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Swedish Tax Agency Loses Case Over Carried Interest

by Ulrika Lomas,, Brussels

07 November 2014

The Supreme Administrative Court, by denying Skatteverket, the Swedish tax agency, leave to appeal a ruling from the Administrative Court of Appeal made in December last year, has confirmed the tax treatment of carried interest by private equity companies as capital gains, rather than as income.

The case in question involved taxes paid in the past by NC Advisory AB, advisor to the Nordic Capital Funds, and concerned whether the share of the profits paid to investment managers on a private equity firm's investments – normally referred to as "carried interest" – should be taxed at the capital gains rate of 25 percent, or at the significantly higher personal income tax (PIT) rate of around 55 percent.

If carried interest had been considered as income, the Nordic Advisory would also have been subject to the payment of employer social security contributions.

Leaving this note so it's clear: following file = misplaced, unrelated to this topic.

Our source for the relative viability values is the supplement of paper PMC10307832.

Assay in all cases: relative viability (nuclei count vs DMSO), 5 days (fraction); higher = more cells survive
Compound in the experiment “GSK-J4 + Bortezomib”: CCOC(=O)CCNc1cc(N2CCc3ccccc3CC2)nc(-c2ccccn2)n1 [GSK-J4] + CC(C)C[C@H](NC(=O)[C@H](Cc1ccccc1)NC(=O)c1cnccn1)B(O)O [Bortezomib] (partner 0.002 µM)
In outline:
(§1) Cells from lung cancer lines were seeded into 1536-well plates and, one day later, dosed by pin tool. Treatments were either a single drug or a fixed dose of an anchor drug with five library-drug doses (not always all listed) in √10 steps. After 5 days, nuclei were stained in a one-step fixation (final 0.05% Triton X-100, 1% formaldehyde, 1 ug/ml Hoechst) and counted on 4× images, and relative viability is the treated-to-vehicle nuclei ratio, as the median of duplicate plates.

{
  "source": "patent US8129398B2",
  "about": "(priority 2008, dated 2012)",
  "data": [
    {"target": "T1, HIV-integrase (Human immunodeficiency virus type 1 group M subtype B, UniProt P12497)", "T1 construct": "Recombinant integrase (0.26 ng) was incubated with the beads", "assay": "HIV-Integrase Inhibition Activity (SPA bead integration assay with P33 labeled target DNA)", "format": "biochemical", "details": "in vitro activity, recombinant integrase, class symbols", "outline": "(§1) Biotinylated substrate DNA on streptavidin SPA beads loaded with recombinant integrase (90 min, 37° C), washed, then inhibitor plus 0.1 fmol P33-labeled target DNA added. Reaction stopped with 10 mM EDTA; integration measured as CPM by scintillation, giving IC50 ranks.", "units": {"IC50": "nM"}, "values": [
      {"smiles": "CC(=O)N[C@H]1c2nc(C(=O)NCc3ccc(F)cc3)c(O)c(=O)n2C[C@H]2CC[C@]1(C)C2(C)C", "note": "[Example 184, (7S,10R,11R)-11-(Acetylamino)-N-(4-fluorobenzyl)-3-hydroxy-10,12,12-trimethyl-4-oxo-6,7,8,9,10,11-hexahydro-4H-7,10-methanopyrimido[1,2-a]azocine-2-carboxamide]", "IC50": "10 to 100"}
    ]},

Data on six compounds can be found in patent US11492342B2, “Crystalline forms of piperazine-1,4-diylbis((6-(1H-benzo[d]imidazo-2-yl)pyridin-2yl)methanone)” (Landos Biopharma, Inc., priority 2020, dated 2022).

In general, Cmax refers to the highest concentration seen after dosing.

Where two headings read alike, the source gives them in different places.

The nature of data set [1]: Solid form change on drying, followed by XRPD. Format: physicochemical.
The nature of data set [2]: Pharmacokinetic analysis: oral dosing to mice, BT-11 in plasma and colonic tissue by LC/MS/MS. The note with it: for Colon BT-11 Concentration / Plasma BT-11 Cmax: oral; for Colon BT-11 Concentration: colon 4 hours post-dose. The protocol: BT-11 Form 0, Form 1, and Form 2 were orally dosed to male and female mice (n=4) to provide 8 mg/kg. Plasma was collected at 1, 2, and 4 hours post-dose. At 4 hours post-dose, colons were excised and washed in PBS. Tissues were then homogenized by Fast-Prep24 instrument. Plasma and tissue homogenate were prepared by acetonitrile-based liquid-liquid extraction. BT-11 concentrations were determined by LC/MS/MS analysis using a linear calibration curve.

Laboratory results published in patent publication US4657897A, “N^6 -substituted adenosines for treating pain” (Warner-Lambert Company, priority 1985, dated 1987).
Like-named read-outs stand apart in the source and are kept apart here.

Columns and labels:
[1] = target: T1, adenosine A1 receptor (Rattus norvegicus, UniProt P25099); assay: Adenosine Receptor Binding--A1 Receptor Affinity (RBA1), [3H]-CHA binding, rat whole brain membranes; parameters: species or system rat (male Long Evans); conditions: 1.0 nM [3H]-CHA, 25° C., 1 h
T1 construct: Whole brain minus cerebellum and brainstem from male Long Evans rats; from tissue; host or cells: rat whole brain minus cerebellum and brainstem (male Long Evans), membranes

The tax agency had asserted that carried interest is a performance bonus and therefore a form of income. However, the courts decided to examine if there is a correlation between the hours worked by an employee and the profits gained when divesting companies, and found that there is not. It was therefore ruled that it would not be sound to reclassify such capital gains into another type of income.

"The ruling by the Administrative Court of Appeal is clear, and we are pleased that we are now able to conclude these legal proceedings," said Joakim Karlsson, Managing Partner, NC Advisory AB.

Kristoffer Melinder, another NC Advisory Managing Partner, added that "it is positive for Sweden that we now have a legal ruling in place that encourages private equity funds, their advisors as well as international investors to invest in Sweden".

The case brought by Skatteverket against Nordic Capital is the first to be decided against a number of Swedish private equity firms that have been assessed with back taxes on the same basis, and may set a precedent.

TAGS: individuals | court | capital gains tax (CGT) | tax | investment | business | private equity | interest | equity investment | tax rates | social security | Sweden | individual income tax

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